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Cyberattacks are, without a doubt, on the rise. According to the Verizon 2021 Data Breach Investigations Report, the threat landscape is more dangerous today than ever before. Organizations of all sizes are experiencing a higher volume of attacks and a greater sophistication level from threat actors who are targeting them. And the success rates for attackers are also skyrocketing.

Analyzing the most recent attacks helps to reveal some of the most common vulnerabilities and techniques being used by hackers during this unprecedented blitz against cyber defenses. Some of the most popular attacks, such as those that made the Open Web Application Security Project’s (OWASP) Top 10 Security Risks and Vulnerabilities for 2021, involved stealing or otherwise compromising credentials. And according to security research conducted by Akamai, the overwhelming majority, almost 75%, directly targeted the credentials held by APIs. 

The rise and possible ruin of APIs

It’s no wonder that application programming interfaces, mostly just called APIs, are on the rise within almost every organization’s networks. They are a critical component of most cloud-based services, which are rapidly taking over the functions of on-prem assets at most companies, organizations, and government agencies. You almost can’t run any sort of business or task these days without the cloud, especially those that are public-facing. And that means that APIs are going to certainly be the glue that holds quite a few services together in every network.

The amazing thing about APIs is that they are mostly small and unobtrusive in terms of network resource allocation. And they are completely flexible so that they can be tasked with performing almost any job. At their core, APIs are individual pieces of software tailored to control or manage a particular program. They can be utilized to perform very specific functions, like accessing data from a host operating system, application, or service.

Unfortunately, it is this very same flexibility, and the fact that they are often small and overlooked by security teams, that makes APIs attractive targets. Most APIs are designed by developers for total flexibility so that they can, for example, continue to function even if the core program they are managing is modified or changed. And there are few standards. Almost like snowflakes, many APIs are unique in that they are created to serve a particular function with a single program on a specific network. If they are coded by developers who aren’t very security-aware, or who are not concentrating specifically on security, then they can and likely will have any number of vulnerabilities that attackers can find and exploit.

Sadly, the problem is quickly getting out of hand. According to Gartner, by 2022, vulnerabilities involving APIs will become the most frequent attack vector across all cybersecurity categories.

The key reason that attackers want to compromise APIs is not so that they can take over whatever specific function the API performs, but instead to steal the credentials associated with it. One of the biggest problems with APIs, in addition to being ripe with vulnerabilities, is that they are often way over-permissioned in regards to their core functionality. For simplicity’s sake, most APIs have near administrator-level access on a network. If an attacker gains control of one, they can often use its permissions to launch deeper and more substantial incursions into a network. And because the API has permission to perform whatever tasks the attacker is redirecting them toward, their actions can often bypass traditional cybersecurity monitoring because the API is not breaking any rules thanks to its access-all-areas VIP backstage pass.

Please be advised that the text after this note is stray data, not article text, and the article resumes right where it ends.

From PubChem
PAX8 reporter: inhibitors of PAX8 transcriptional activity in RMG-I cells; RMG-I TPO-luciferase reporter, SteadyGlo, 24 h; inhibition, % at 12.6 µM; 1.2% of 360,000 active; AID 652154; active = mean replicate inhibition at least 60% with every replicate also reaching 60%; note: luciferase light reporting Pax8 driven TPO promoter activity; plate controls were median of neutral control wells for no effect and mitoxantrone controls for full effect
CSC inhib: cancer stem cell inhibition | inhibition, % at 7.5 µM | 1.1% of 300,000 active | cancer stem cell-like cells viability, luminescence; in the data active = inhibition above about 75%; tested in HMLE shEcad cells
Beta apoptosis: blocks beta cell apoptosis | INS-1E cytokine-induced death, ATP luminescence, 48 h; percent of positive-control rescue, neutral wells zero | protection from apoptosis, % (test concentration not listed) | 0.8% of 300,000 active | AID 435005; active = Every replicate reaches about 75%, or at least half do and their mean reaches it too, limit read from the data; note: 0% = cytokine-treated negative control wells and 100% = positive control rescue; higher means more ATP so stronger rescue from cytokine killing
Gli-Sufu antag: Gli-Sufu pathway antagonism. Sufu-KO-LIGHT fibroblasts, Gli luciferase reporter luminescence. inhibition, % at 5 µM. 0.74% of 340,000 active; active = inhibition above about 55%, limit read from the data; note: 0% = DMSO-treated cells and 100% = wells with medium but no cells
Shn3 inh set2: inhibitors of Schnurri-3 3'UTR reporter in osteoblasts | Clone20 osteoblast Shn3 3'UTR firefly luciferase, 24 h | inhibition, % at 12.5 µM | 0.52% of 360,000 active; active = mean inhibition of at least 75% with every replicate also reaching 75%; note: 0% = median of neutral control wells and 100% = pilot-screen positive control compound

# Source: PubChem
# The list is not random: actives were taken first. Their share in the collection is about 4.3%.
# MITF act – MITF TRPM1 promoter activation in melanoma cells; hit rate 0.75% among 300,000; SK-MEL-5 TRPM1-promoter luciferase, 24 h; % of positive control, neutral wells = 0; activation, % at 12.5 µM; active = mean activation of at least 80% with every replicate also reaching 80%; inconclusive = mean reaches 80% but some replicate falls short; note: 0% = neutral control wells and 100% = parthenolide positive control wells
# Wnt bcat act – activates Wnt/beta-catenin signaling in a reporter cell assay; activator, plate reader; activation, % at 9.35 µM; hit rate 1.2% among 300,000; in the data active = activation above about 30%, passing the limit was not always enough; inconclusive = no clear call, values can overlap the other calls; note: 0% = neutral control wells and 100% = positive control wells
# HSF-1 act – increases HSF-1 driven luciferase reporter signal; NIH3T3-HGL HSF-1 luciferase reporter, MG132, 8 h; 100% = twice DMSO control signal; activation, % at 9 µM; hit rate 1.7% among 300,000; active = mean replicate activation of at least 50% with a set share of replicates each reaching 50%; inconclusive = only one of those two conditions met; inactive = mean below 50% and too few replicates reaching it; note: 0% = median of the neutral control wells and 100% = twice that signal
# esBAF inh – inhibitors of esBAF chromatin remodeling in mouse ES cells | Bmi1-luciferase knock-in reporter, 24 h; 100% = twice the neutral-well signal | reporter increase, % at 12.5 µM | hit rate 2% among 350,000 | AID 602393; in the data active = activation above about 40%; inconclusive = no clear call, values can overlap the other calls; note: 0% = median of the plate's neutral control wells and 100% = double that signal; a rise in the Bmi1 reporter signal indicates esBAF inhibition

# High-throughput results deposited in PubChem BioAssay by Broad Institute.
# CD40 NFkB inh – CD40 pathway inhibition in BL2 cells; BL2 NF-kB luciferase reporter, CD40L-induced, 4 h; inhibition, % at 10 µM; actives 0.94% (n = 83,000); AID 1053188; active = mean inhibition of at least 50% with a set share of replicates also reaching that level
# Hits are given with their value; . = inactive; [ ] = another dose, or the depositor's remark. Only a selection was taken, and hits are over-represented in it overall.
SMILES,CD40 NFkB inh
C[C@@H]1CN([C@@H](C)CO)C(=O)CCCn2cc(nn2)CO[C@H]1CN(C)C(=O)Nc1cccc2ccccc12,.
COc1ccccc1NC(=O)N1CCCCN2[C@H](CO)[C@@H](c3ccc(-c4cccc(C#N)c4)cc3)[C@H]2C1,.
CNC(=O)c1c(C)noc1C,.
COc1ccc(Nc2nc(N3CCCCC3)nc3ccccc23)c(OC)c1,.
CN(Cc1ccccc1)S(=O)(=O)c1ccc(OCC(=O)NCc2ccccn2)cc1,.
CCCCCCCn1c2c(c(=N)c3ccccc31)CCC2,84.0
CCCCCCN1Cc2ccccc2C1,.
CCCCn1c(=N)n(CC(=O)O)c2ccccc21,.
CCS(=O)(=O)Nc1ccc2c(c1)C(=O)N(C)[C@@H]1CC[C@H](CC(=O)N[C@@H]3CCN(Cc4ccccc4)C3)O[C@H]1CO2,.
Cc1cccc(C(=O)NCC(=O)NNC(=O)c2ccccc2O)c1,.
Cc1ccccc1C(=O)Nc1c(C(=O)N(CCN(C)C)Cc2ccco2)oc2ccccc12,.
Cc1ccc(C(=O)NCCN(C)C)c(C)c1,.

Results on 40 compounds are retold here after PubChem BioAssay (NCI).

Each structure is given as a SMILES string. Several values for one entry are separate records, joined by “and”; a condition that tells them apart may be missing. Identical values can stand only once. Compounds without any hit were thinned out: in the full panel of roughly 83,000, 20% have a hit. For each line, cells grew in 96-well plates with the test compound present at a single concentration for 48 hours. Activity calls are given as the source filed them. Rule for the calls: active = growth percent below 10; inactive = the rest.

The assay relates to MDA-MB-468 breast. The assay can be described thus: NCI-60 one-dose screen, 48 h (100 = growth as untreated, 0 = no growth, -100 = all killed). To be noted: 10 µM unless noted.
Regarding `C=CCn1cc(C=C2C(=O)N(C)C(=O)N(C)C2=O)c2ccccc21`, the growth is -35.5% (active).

If organizations are not careful, the rise of APIs within their network and their clouds can also spell big trouble if they are targeted by attackers.

Defending the APIs

As dangerous as the situation with APIs is becoming, it’s far from hopeless. There is a big effort through movements like DevSecOps to help make developers more security-aware, and to bring security and best practices into all aspects of software creation from development to testing and deployment. Including API security as part of that training will be critical for any organization that wants to buck the trend of API exploitation through 2022 and beyond.

That said, there are a few really good best practices that can be implemented right now in terms of API security.

The first thing is to include tight identity controls for all APIs. You should almost consider them to be like human users when assigning permissions. Just because an API is only designed to do a specific function, you have to think about what could happen if an attacker is able to compromise it. Consider using role-based access control. Ideally, you should ultimately be applying the principles of zero trust to your APIs and users, but that is often a long road. Good identity management is a good place to start. Just be sure to include APIs as part of that program.

You should also tightly control the various calls that are being made by your APIs as much as possible. If you limit those calls to very context-centered requests, then it will be much more difficult for an attacker to modify them for nefarious purposes. You can even layer your APIs, with an initial API making a highly contextual call to another API that knows exactly what to look for, and what to ignore. That can be an effective way to limit the functionality available to a threat actor even if they are able to exploit and compromise an API within that chain.

The threats leveled against APIs can certainly seem overwhelming. But by implementing best practices along with assisting and rewarding developers who become security champions, the situation can seem a lot less hopeless. With good training and practice, you can erect a robust security program that gives attackers little room to maneuver even if they should somehow compromise one of your tiny but essential API workhorses.